I attended the Pennwriter's Conference this past weekend and although it's Tuesday now, I am still brain dead. Talk about information overload. Every session I attended was packed with things I either didn't know, things I should know, or things I knew and forgot.
I had a lot of those "Ah-ha!" moments-those moments when a speaker says something that just clicks. I had several of those in the two sessions taught by Hallie Ephron. One session was on revision and the other was on mystery writing. After the mystery writing class, I was tempted to call my agent and say, "Um, is it too late to fix a few things?" I mentioned this to Hallie and she said that even now she tries not to look at her published books because she'd find things she wanted to change. A couple of other authors told me the same thing.
Vicky Thompson's keynote speech at lunch on Saturday was inspirational. She talked about writing, and her books, and especially about not ever giving up. Vicky will be giving a workshop here in Pittsburgh in October sponsored by our Sisters in Crime group. (Keep checking the website for details.)
Lee Lofland's session called "CS I Don't Think So" was great. He showed writers that they should not rely on TV for crime scene investigative techniques. I think a lot of writers went home and had to fix their manuscripts afterwards. Lee has a book coming out in August from Writer's Digest Books in the Howdunit series, called Police Procedure and Investigation: A Guide for Writers. It sounds like a reference every mystery writer should have on their bookshelf. Lee is a great guy and fit right in with us mystery weirdos. Boy, did he have some stories to tell!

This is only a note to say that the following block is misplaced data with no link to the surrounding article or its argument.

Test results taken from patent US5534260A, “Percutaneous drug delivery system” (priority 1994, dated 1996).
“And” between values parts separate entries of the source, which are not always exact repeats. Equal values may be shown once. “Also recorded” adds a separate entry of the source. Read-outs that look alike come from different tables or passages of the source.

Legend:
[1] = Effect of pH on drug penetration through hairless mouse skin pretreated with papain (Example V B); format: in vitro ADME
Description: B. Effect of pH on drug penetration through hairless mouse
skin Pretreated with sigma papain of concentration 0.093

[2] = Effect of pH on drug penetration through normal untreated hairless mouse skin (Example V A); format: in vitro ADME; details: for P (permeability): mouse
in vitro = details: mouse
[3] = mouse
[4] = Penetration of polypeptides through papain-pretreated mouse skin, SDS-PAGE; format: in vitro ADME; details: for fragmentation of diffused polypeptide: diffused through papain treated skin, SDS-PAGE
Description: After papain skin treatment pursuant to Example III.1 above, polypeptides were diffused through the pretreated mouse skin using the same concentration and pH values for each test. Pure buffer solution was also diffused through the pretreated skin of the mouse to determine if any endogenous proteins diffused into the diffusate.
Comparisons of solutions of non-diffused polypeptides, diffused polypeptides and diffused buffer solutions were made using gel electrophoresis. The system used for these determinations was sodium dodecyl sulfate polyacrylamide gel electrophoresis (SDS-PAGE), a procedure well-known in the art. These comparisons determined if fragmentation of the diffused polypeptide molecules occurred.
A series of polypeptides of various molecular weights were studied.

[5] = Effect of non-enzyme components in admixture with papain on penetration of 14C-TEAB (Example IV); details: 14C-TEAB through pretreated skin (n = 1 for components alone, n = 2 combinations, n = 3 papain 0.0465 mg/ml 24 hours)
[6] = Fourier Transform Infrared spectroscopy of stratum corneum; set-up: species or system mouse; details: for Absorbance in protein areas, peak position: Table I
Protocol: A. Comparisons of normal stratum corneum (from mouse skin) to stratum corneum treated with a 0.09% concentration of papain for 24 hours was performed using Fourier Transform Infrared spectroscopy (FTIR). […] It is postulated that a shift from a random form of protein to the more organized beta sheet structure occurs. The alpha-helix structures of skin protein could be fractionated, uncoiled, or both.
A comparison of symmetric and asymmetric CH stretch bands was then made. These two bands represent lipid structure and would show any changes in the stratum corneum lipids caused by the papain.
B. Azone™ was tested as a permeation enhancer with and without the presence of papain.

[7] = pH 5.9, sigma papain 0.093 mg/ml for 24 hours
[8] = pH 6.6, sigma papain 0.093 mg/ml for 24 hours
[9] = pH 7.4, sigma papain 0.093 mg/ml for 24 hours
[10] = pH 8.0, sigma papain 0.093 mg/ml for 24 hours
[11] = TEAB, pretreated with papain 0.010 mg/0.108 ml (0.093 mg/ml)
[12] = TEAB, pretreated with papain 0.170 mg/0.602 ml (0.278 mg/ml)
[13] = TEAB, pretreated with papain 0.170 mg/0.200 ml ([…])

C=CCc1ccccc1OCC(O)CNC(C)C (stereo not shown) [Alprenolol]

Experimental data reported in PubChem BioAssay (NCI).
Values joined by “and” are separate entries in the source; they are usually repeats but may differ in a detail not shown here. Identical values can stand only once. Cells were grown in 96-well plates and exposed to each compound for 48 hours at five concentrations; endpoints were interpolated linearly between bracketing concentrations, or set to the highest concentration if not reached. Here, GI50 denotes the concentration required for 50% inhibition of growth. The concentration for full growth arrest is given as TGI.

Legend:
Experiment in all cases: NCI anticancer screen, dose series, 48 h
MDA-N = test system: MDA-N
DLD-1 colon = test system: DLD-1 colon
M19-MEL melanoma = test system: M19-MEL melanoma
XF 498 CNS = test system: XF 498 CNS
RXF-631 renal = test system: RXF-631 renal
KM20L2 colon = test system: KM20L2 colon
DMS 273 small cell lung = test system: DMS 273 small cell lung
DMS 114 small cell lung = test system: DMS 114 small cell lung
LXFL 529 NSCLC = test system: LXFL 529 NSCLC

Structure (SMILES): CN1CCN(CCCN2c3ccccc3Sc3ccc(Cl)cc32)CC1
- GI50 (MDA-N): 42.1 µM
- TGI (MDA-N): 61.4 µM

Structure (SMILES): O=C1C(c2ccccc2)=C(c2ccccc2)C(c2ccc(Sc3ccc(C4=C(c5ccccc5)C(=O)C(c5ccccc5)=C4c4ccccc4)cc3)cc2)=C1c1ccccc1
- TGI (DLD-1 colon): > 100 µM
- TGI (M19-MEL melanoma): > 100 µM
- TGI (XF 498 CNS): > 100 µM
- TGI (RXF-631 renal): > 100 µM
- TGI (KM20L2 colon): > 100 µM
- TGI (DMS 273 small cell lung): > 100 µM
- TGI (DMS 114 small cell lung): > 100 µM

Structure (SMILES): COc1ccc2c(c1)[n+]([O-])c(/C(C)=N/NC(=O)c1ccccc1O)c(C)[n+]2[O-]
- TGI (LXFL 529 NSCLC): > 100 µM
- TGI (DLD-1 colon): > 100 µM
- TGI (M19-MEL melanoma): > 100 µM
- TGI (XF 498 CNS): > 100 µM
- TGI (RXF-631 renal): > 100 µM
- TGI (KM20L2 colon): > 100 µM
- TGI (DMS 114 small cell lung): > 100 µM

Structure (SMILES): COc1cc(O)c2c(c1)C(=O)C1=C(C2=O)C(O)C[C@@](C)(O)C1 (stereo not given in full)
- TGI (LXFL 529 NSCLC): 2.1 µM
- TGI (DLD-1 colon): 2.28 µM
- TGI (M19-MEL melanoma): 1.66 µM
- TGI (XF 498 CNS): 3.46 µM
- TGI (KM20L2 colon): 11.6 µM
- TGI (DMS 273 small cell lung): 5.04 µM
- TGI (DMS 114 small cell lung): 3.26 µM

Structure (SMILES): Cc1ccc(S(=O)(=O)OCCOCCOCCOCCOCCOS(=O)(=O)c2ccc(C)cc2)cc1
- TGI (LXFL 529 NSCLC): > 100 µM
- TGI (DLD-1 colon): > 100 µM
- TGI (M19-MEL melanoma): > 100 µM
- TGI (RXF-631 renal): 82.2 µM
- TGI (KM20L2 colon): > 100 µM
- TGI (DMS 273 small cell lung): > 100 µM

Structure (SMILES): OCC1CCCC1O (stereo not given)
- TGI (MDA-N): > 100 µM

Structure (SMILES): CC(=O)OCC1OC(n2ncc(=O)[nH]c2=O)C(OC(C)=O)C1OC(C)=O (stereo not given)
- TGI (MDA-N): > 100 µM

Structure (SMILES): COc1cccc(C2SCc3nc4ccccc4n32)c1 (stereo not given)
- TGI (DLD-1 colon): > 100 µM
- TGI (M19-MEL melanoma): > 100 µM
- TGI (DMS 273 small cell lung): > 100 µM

And I was on my very first panel and survived. There were a gazillion of us on a Finding an Agent panel. It shocked me that it was standing room only. I guess everyone wanted to know what magic we possessed that we actually had agents. I hope we convinced them there was no magic involved--just lots and lots of hard work.
Not only was the conference itself great, it was exciting to see friends receive recognition for their hard work. Sandy won an award for a short story, Kristine got an honorable mention for an article and Mike has an agent very interested in his book. A good weekend all around.
Now it's back to work as soon as I get my brain cells functioning again.